When I was younger, I always used to hate it when my dad called me “honey” or “sweetie.” It’s not that I minded the words themselves. It’s just that every time, the words would be connected to a request. “Honey, could you please put the dishes in the dishwasher?” or “Sweetie, can you please be nicer to your brother?” After a while, I started tensing up whenever I heard him use those words. I never quite understood why I disliked the words so much, but this week strategy made it very clear for me. This week’s strategy is about not qualifying your “I love you.” The specific example that Carlson uses is saying, “I love you, but…” While thinking about this topic, though, I realized that there are several ways of qualifying your “I love you” and connecting endearments to criticisms and requests is one of them.
The reason that qualifying your love is so damaging is that, as Carlson puts it, “doing so turns a statement of innocence and respect into a manipulative and self-serving lecture.” This is certainly not a way that any of us want to use our endearments, but we don’t always realize its negative effects.
Reasons Not To Say, “I Love You, But…”
You shouldn’t say, “I love you, but,” or its variants because:
1. It is an attempt to make you the “good guy”
Although your intention might be to remind your partner about your affection before bringing up something that might be upsetting, in reality, what this type of behavior communicates to your partner is that you are a thoughtful and reasonable person, and therefore if he gets upset about what you say, he is not as good of a person as you are.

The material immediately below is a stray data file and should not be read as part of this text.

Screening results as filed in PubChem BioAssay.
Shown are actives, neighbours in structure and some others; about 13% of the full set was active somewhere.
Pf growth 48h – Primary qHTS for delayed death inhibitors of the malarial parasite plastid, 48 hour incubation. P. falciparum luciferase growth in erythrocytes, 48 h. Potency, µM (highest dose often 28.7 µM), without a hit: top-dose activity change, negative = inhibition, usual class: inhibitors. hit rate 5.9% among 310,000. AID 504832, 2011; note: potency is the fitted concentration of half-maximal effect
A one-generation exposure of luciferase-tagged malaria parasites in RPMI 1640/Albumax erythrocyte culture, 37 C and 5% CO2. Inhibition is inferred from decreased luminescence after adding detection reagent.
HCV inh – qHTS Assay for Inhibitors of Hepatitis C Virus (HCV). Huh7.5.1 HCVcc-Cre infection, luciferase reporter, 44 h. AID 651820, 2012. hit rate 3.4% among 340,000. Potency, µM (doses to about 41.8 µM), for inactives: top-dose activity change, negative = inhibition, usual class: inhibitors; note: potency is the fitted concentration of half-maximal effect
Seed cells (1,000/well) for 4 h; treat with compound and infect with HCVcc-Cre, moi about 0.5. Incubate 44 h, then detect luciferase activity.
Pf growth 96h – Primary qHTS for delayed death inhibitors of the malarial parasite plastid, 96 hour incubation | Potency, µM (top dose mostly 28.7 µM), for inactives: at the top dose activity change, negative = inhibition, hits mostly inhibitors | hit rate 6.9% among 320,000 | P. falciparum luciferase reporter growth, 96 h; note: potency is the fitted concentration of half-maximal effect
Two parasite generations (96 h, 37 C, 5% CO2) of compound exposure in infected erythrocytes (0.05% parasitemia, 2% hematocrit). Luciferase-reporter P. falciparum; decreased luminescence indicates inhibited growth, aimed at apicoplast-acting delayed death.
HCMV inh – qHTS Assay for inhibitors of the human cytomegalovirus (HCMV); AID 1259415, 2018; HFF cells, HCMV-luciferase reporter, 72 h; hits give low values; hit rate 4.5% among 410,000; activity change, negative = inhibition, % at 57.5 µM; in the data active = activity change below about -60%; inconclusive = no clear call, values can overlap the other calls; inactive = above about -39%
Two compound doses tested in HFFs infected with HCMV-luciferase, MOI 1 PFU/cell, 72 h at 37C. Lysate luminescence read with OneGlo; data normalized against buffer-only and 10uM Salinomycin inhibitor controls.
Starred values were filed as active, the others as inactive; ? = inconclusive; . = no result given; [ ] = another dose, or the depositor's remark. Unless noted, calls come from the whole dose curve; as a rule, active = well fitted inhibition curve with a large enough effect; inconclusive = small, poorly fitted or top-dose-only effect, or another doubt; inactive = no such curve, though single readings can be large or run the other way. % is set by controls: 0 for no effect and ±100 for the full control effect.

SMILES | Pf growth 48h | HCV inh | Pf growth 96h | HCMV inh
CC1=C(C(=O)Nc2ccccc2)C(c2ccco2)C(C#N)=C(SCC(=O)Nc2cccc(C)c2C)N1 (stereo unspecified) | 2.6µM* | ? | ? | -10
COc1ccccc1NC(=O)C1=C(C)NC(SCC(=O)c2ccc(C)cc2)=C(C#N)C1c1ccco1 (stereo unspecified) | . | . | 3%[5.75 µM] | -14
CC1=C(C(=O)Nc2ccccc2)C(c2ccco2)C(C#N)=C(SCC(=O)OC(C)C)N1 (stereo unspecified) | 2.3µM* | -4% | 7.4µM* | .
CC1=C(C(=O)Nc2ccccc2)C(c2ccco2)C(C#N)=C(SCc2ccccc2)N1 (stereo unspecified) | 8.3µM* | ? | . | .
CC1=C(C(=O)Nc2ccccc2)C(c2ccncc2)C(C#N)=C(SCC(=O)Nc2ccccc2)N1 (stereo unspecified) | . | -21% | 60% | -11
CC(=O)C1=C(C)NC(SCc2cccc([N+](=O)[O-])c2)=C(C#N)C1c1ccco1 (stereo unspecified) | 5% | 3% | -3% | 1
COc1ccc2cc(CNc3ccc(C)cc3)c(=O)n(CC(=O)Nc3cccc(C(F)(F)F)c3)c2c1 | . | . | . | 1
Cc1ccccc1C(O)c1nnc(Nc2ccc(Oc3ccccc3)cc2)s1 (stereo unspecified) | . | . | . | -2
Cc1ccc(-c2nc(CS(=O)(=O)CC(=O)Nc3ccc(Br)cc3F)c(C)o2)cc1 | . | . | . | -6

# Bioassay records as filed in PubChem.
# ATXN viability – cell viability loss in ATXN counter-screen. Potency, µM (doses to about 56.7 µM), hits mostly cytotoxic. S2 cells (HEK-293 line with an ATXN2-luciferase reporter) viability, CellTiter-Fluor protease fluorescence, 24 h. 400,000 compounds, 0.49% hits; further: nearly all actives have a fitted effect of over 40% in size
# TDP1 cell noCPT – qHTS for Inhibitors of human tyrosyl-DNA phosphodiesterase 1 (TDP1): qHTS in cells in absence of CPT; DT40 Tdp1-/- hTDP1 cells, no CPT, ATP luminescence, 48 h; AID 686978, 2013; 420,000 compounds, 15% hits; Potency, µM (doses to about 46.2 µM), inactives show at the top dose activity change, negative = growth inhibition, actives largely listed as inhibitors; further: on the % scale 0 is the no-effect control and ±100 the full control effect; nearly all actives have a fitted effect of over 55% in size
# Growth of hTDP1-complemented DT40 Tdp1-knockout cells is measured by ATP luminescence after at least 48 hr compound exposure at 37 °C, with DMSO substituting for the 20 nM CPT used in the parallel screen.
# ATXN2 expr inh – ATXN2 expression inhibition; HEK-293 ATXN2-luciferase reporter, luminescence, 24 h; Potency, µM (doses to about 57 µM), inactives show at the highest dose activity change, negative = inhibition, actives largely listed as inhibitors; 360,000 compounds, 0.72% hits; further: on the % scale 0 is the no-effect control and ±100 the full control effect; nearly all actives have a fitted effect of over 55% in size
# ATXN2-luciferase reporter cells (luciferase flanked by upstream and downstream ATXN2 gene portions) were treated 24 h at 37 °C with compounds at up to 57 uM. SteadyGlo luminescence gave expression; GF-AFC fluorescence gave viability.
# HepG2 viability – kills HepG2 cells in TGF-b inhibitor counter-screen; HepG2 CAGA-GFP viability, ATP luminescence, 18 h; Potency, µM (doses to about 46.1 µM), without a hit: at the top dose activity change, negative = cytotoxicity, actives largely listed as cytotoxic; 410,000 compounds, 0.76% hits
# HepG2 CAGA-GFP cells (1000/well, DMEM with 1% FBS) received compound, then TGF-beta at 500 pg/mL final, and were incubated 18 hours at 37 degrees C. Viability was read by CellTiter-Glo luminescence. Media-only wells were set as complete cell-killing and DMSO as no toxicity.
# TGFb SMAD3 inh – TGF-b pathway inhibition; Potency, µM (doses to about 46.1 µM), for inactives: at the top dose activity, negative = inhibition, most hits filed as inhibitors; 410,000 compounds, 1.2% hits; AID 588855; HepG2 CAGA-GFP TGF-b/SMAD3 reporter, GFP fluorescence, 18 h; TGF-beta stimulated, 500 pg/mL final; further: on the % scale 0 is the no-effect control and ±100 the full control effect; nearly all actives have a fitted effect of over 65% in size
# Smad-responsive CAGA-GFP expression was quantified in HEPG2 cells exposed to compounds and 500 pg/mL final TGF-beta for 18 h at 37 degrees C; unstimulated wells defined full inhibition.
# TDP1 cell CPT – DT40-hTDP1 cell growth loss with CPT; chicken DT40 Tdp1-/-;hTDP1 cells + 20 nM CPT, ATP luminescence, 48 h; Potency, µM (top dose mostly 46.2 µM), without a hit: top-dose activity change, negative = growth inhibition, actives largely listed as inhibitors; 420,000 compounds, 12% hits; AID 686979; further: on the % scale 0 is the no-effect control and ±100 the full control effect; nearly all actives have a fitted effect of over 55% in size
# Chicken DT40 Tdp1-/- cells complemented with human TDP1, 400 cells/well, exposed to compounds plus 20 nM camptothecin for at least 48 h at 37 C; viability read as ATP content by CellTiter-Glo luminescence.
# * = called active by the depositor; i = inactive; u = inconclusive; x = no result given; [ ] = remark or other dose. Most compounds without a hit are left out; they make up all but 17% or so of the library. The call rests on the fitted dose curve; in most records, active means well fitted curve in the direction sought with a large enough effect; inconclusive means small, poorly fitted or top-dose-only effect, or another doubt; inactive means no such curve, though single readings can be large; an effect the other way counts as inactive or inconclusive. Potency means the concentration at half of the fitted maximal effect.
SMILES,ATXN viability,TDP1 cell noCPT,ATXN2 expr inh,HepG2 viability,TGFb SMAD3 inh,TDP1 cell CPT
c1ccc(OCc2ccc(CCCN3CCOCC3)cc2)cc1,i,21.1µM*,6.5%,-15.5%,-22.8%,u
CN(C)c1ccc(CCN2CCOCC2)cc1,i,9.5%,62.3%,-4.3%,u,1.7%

2. It comes across as fake
If your intention in qualifying your affection is to prevent the other person from getting angry at you or to get them to do what you want, your discomfort is likely to come across as a lack of genuineness. Your expressions of affection should come from a place of caring, not from an attempt to get something or to prevent problems for yourself.
3. It makes an unkind assumption about your partner
When you use an endearment to introduce a concern, it insinuates that you think the endearment is necessary to prevent your partner from overreacting with anger or forgetting that you love them. Trust that your partner is adult enough and intelligent enough to hear what you have to say without manipulation.
4. It connects two things that don’t belong together
It is important to express your needs in your relationship and to let your partner know when you are upset. It is also important to express appreciation and affection to your spouse. Just because both are important, though, doesn’t mean you should put them together. Let your appreciation and your aggravation stand on their own. Be kind when you share your concerns, but don’t connect it with expressions of affection. After all, the last thing you want is to get the reaction I had to my father’s attempts at endearment, which made me tense up every time he said something nice, because I worried that a criticism or request was coming.
To conclude: Say “I love you!” Say it often! Just don’t say it to get something for yourself. Say it when it is genuinely about your partner.